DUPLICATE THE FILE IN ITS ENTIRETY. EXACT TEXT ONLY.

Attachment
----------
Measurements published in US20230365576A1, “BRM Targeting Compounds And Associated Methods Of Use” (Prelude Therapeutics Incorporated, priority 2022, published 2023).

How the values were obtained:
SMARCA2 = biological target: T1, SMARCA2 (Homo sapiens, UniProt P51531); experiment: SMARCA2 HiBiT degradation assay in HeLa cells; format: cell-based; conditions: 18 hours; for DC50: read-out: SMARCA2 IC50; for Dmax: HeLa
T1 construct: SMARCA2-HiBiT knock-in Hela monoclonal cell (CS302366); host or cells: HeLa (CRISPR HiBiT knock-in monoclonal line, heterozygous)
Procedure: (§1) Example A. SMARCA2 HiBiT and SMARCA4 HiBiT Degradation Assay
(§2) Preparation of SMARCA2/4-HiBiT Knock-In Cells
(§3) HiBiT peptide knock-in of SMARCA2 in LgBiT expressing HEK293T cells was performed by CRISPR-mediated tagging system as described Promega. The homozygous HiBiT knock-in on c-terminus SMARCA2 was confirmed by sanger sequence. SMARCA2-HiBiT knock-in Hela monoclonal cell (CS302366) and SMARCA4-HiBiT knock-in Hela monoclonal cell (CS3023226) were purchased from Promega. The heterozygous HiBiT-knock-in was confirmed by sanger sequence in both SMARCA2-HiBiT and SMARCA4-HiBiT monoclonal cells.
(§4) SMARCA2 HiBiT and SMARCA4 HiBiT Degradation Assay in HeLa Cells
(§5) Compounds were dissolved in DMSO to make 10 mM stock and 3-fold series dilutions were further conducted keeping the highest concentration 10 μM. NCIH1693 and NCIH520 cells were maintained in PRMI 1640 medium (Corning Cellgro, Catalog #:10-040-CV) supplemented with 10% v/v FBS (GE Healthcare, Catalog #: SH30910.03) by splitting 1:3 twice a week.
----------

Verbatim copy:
Measurements published in US20230365576A1, “BRM Targeting Compounds And Associated Methods Of Use” (Prelude Therapeutics Incorporated, priority 2022, published 2023).

How the values were obtained:
SMARCA2 = biological target: T1, SMARCA2 (Homo sapiens, UniProt P51531); experiment: SMARCA2 HiBiT degradation assay in HeLa cells; format: cell-based; conditions: 18 hours; for DC50: read-out: SMARCA2 IC50; for Dmax: HeLa
T1 construct: SMARCA2-HiBiT knock-in Hela monoclonal cell (CS302366); host or cells: HeLa (CRISPR HiBiT knock-in monoclonal line, heterozygous)
Procedure: (§1) Example A. SMARCA2 HiBiT and SMARCA4 HiBiT Degradation Assay
(§2) Preparation of SMARCA2/4-HiBiT Knock-In Cells
(§3) HiBiT peptide knock-in of SMARCA2 in LgBiT expressing HEK293T cells was performed by CRISPR-mediated tagging system as described Promega. The homozygous HiBiT knock-in on c-terminus SMARCA2 was confirmed by sanger sequence. SMARCA2-HiBiT knock-in Hela monoclonal cell (CS302366) and SMARCA4-HiBiT knock-in Hela monoclonal cell (CS3023226) were purchased from Promega. The heterozygous HiBiT-knock-in was confirmed by sanger sequence in both SMARCA2-HiBiT and SMARCA4-HiBiT monoclonal cells.
(§4) SMARCA2 HiBiT and SMARCA4 HiBiT Degradation Assay in HeLa Cells
(§5) Compounds were dissolved in DMSO to make 10 mM stock and 3-fold series dilutions were further conducted keeping the highest concentration 10 μM. NCIH1693 and NCIH520 cells were maintained in PRMI 1640 medium (Corning Cellgro, Catalog #:10-040-CV) supplemented with 10% v/v FBS (GE Healthcare, Catalog #: SH30910.03) by splitting 1:3 twice a week.